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Detailing a Vapor Retarder

FumedOut | Posted in Green Building Techniques on

Hi folks,

I Hope everyone is doing well. I am looking for insight, feedback on the following situation.

context: old Victorian, 2 floors, single family home converted (long time ago) into 2 units condo. No work was done to insulate top and bottom at the time.

Recently did sound proofing work and packed the space between top and bottom units with lots of stuff (see diagram).

No vapor barrier was installed. Now, all materials are off-gassing into top floor unit through old subfloor (lots of gaps between planks). Causing air quality issues (burning nose, throat). VOC Fest for the last year with no sign of subsiding.

Failed Mitigation: 3 coats of AFM SafeCoat, Polyureseal BP on top of subfloor + silicon gel around baseboards. Seal didn’t do well around wood filled area and because of the old floor flexing.

Last resort: Sheet of 6 mil poly vapor barrier on top of old subfloor + taped at edges and overlap + new 5/16 nailed down finished floor on top.

Some questions:

– what US available tape for taping vapor barrier?

– closing up inner space ok from a moisture standpoint?

– What class of vapor barrier in such context?

What are your thoughts?

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Replies

  1. GBA Editor
    Kiley Jacques | | #1

    First, FumedOut, I feel for you--what an awful situation to be facing. Second,
    I recommend reading these two articles while you wait for field experts to weigh in:
    Vapor Retarders and Vapor Barriers and
    Do I need a Vapor Retarder?. They address the class and moisture concern aspects of your situation.

    1. FumedOut | | #2

      Thank you for those articles Kiley.
      The challenges is that the scenarios described are exterior/interior Vs. in my case interior/inner space/interior. Hard for me to extrapolate with my limited knowledge.
      It does raise the question of the need for an air barrier Vs. a vapor barrier, since my goal is to prevent off gassing from the components below (Roxul Safe N Sound, SilentFX Drywall and a ton of "Green Glue" compound and sealant).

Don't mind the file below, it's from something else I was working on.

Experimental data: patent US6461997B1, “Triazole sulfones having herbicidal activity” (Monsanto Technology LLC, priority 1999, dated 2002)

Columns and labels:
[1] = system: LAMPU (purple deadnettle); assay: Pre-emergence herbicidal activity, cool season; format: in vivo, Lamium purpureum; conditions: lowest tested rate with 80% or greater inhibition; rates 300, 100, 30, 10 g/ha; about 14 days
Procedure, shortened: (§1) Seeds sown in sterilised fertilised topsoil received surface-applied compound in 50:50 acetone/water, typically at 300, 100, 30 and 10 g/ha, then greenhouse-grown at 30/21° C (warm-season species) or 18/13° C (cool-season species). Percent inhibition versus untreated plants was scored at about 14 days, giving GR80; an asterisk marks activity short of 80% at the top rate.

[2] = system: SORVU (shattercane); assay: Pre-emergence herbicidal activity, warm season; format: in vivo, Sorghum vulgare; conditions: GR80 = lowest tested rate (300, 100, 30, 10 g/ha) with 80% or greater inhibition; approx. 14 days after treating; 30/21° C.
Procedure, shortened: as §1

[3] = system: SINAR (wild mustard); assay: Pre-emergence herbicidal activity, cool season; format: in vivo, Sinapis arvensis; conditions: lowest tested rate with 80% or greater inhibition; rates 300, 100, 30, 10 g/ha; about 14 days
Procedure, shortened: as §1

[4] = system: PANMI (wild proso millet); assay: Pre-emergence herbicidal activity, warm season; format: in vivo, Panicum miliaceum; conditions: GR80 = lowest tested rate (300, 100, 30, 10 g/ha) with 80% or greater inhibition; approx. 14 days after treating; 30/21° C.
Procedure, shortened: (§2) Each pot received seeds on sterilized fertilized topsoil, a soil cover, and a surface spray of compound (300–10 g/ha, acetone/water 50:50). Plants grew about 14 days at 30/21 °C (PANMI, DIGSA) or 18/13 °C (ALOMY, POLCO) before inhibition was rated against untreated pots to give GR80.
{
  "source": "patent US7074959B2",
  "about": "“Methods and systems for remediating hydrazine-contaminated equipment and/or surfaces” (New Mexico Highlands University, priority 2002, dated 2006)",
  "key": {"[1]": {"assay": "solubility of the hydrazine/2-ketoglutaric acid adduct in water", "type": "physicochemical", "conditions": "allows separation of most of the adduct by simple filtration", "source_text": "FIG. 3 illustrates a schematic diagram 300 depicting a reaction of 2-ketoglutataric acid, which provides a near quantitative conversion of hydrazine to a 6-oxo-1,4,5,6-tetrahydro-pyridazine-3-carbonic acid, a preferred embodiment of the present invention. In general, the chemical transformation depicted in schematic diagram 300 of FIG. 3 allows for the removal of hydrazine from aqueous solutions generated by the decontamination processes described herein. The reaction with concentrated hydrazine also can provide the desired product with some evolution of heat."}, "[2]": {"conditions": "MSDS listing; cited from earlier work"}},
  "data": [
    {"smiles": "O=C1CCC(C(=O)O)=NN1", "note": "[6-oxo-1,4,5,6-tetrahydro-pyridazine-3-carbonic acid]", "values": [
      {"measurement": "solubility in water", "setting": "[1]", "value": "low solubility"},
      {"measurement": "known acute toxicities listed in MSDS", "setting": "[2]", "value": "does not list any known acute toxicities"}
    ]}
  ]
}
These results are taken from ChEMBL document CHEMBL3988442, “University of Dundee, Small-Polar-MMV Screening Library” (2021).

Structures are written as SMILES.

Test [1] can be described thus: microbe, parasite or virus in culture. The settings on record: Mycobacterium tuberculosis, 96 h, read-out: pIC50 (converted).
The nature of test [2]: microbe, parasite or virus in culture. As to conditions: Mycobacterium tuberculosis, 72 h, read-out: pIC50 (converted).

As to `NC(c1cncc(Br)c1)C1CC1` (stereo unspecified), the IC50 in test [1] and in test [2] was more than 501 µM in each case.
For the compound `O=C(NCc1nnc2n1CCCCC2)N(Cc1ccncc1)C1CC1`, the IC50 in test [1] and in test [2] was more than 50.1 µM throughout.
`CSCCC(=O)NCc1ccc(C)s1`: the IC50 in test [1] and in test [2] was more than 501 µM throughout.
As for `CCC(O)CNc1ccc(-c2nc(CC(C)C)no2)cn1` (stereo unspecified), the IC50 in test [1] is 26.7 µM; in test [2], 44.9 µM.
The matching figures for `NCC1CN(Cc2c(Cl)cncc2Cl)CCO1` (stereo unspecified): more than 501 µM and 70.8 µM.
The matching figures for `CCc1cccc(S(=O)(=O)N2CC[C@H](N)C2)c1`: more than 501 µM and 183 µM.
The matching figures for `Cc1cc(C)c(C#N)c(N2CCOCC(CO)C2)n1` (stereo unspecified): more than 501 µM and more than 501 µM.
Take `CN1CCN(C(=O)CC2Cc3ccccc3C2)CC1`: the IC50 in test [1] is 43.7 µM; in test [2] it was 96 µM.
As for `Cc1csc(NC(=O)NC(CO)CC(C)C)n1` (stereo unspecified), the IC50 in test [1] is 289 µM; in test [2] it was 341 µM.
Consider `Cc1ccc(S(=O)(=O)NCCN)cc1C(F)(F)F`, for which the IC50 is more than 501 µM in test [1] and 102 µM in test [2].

Now since the floor has been exposed to inside air, and it was summer in San Francisco (Zone 3, Fog Fest, ~60% Humidity inside, ) it is likely that Some moisture got into the subfloor and in the drywall under the subfloor. Now if I lock it under a barrier, what happens?

      For reference:
      https://www.rockwool.com/north-america/products-and-applications/products/safensound
      https://www.certainteed.com/drywall/products/silentfx-quickcut-drywall/
      https://www.greengluecompany.com/products/noiseproofing-compound

  2. Expert Member
    Akos | | #3

    You did a lot of things right with your soundproofing there except for the MLV. That is doing practically nothing for sound and most likely the source of your VOCs. I've used the rest of the stuff in there (drywall, green glue compound, green glue sealant) without issues in many applications, no problems with VOCs at all.

    Eventually the MLV will stop off gassing, when that will be is hard to tell.

    I doubt you'll ever seal the floor well enough to stop the smell coming through. The best solution is to demo the ceiling and get rid of the MLV. The other option is to add an air exchanger and improve the ventilation to the upper unit. Installing an ERV or HRV with stale air pickups near floor level should go a long way in controlling the smell.

  3. Jon R | | #4

    > materials are off-gassing into top floor

    Keeping the unoccupied units excessively warm and/or adding some ozone will drive off odors faster.

    If "going away" isn't viable, think "how can I change pressure to effect polluted airflow?". For example, you could put dimple mat on the floor and depressurize the gap. Or slightly pressurize the upper floor.

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